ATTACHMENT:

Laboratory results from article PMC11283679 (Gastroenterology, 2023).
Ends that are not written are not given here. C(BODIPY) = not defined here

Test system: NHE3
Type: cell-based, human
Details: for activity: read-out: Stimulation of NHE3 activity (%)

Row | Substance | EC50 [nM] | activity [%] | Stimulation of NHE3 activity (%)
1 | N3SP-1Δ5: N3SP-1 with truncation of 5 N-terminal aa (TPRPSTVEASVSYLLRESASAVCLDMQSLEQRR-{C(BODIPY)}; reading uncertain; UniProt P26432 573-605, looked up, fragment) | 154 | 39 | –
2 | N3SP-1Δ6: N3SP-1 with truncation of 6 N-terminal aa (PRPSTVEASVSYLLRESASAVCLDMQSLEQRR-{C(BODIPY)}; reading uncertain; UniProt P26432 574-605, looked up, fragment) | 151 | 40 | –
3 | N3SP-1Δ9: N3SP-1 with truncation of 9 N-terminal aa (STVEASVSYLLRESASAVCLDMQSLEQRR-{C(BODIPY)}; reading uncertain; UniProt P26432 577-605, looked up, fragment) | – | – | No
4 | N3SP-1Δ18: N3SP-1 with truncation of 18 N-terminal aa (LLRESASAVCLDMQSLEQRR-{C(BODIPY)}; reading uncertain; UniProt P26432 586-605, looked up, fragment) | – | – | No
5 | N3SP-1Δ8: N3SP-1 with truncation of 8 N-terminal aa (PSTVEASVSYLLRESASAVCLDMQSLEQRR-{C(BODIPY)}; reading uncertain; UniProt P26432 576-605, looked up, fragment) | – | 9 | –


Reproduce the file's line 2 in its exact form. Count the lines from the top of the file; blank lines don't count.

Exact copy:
Ends that are not written are not given here. C(BODIPY) = not defined here